4 Ways to Fight Infertility With Emotional Management

posted on June 16, 2018 by Lindsay Schlegel Lindsay Schlegel

Infertility has gained a spot in popular discourse recently, as more and more couples share their stories of struggling to conceive and scientists work to explain why pregnancy is easier to achieve for some than for others.

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Currently, researchers understand that majority of cases of infertility have a physiological origin in either the man, the woman, or both. Still, emotions can play a significant role in fertility, too. Recognizing the psychological toll a diagnosis of infertility can take—sometimes advancing to clinical anxiety and depression—is an important element to treating the whole person and improving the chances of achieving a pregnancy.

We asked A. Nicky Hjort, M.D., OB-GYN, for her take on the emotional elements of infertility and how they can best be managed for the care of the woman, her partner, and their family—in whatever form that will take.

1. Get a Complete Work-Up.

Dr. Hjort first recommends getting a complete physical work-up by a healthcare provider you know and trust to rule out causes of infertility that are easily diagnosed and treated. Often, Dr. Hjort, tells me, she sees a connection between trouble to conceive and a thyroid issue, or a couple may not know how to optimally time intercourse to conceive. Charting your cycle via fertility-awareness based methods (FABMs) can help recognize treatable conditions and precisely identify ovulation. Similarly, showing your charts to a FABM-knowledgeable doctor can help you put a name to problems that other doctors are missing, including ones that could be solved by a simple supplement.

Keep in mind that, officially speaking, “infertility” is diagnosed is a lack of conception after a full twelve months of coitus without interference of any sort. Dr. Hjort says miscarriages technically don’t count. While the emotional toll of losing a child through miscarriage is real and valid, treatment may differ when a woman is not able to conceive versus not carry a child to term.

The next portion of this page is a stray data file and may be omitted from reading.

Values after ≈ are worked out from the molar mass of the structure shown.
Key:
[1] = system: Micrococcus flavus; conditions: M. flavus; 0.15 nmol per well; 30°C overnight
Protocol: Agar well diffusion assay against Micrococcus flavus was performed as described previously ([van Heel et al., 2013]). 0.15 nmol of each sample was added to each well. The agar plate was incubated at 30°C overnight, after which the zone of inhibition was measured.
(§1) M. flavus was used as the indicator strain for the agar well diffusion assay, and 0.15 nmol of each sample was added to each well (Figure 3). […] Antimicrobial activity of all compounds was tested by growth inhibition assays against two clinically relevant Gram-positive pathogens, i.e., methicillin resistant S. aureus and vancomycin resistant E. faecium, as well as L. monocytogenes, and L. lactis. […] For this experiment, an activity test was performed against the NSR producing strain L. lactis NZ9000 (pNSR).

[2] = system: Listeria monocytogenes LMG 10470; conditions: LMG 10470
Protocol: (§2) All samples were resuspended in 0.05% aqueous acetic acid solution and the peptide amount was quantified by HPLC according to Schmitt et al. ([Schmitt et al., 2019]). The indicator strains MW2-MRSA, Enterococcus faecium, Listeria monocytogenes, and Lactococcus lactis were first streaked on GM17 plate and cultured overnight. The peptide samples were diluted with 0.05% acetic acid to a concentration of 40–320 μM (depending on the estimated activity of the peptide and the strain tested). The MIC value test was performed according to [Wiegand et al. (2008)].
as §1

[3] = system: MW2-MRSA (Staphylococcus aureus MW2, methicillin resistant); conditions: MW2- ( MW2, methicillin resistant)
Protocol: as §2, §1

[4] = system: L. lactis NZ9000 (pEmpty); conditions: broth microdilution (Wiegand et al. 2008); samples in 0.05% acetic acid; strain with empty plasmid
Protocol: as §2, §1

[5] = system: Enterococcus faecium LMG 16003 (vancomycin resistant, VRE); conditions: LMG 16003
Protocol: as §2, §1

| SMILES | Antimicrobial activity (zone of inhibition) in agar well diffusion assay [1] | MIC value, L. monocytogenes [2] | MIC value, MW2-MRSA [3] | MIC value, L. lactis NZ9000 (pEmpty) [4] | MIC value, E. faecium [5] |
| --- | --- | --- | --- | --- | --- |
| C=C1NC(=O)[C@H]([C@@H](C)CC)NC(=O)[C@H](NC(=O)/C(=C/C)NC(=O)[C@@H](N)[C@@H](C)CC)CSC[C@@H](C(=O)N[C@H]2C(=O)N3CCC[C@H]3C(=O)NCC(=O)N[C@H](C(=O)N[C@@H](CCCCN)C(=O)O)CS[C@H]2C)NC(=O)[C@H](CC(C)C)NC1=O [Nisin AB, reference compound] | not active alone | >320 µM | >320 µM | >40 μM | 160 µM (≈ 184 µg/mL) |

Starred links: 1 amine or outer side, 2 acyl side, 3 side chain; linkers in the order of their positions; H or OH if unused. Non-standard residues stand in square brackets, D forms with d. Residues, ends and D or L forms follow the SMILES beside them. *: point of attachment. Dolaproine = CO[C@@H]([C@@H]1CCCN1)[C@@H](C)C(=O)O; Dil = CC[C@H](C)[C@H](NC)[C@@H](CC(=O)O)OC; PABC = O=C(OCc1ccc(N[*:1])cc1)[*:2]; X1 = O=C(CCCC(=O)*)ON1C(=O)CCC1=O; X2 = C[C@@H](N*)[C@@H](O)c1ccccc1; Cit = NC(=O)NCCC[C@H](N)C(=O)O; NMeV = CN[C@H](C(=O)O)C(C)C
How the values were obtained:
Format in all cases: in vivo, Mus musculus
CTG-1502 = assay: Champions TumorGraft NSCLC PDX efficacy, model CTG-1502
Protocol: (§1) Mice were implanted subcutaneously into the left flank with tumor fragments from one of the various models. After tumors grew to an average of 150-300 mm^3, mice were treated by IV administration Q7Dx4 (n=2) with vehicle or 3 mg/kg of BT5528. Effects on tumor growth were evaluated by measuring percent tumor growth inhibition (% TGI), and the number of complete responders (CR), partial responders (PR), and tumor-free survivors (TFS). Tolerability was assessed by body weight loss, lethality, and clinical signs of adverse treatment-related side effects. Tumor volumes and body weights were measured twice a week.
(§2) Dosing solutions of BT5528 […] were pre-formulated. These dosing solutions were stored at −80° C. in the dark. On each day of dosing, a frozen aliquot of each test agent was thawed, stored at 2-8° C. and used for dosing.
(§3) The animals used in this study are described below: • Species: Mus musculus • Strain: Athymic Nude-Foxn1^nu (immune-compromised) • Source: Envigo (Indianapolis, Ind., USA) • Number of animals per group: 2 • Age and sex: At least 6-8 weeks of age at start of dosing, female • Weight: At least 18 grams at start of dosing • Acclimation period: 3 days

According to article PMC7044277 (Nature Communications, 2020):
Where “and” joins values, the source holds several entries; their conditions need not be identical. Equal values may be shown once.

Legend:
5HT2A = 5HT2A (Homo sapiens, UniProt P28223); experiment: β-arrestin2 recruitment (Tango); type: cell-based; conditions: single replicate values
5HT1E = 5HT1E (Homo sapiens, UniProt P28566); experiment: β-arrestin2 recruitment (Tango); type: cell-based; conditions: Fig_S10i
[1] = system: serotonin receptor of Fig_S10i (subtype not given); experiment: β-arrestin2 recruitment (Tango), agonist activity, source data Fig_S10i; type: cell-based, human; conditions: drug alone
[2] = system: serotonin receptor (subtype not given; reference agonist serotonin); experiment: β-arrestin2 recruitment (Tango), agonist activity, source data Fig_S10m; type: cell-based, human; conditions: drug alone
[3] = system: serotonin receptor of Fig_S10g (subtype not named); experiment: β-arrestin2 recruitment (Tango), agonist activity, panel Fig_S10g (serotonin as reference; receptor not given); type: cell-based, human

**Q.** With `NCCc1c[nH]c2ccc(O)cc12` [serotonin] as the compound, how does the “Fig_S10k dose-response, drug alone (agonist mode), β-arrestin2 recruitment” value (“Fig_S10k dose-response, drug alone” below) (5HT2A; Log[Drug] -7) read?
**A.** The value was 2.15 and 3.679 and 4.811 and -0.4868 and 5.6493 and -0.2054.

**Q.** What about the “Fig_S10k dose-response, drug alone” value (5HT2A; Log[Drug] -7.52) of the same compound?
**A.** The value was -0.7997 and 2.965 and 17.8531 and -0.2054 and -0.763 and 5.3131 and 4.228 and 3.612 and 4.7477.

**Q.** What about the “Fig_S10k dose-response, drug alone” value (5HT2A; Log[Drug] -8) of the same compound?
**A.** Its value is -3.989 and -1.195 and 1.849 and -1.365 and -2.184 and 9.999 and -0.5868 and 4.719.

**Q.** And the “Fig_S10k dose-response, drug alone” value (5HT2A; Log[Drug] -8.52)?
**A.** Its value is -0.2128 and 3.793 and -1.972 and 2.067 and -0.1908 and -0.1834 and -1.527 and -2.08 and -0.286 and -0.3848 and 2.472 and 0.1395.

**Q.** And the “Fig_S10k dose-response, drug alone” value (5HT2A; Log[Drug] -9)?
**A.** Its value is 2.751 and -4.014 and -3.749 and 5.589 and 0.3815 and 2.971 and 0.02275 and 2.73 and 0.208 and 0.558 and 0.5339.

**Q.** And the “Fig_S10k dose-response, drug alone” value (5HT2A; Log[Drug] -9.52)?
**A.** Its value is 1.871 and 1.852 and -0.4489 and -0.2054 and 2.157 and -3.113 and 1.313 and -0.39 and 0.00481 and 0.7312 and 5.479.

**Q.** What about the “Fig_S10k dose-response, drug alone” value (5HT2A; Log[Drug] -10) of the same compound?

2. Focus on What’s Going Right.

Being diagnosed with infertility can feel like being marked with a scarlet letter. The label can affect the couple’s relationship, family interactions, and broader social life. Rather than scroll through social media and see another pregnancy announcement or gender reveal that will dishearten you, make an active choice to focus on what is going right. Are you hormonally normal? Is his sperm count good? Are your fallopian tubes clear, and can the sperm get to the egg? These are all things to be grateful for.

Dr. Hjort recommends trying to get back to the energy you had before everything was focused on getting pregnant. Stress can interfere with normal hormonal function. Removing the pressure to conceive, the feeling of failure or not being good enough, can make a big difference, and there are programs that can help with that if you’re struggling. The more you focus on what’s wrong, the more it’s going to continue going wrong, and vice versa.

3. Have Faith.

Dr. Hjort also says it’s important to have faith in the process. Try to trust that your body knows what timing is right and have faith that ultimately, everything is going to be okay, however “okay” is going to look for you. If you believe in a higher power, she says, trust in that power’s plan for you.

More concretely, you may choose to listen to lullabies at night, snuggle with a blanket you intend to give your baby, or write a letter to your future child saying, “I’m patient and I’m ready for when you will come to me.”

4. Remember There’s More Than One Way to be a Parent.

“Remember that conception the old-fashioned way is not the only way to have a child,” says Dr. Hjort. Perhaps your family will grow through fostering or adoption. These paths toward parenthood are no lesser or greater than biological parenthood. A family is about love and care of the other, and this can come to fruition in more ways than one.

Dr. Hjort says that the grass is greener, not on the other side of the fence, but rather where you water it. Be intentional about your approach to your diagnosis and lean on your partner and community for support when things are challenging.

Most of all, remember that you are more than your diagnosis. Don’t let the label define you. Understanding what’s going on with your body and leading with an open heart is the best path to a happy ending.

Posted by Lindsay Schlegel Lindsay Schlegel
Lindsay Schlegel writes frequently about fertility-awareness based methods, among other lifestyle topics. She writes for a variety of online publications, and her first book, "Don’t Forget to Say Thank You: And Other Parenting Lessons That Brought Me Closer to God" will be published in the fall by Ave Maria Press. You can find out more about her at LindsaySchlegel.com.

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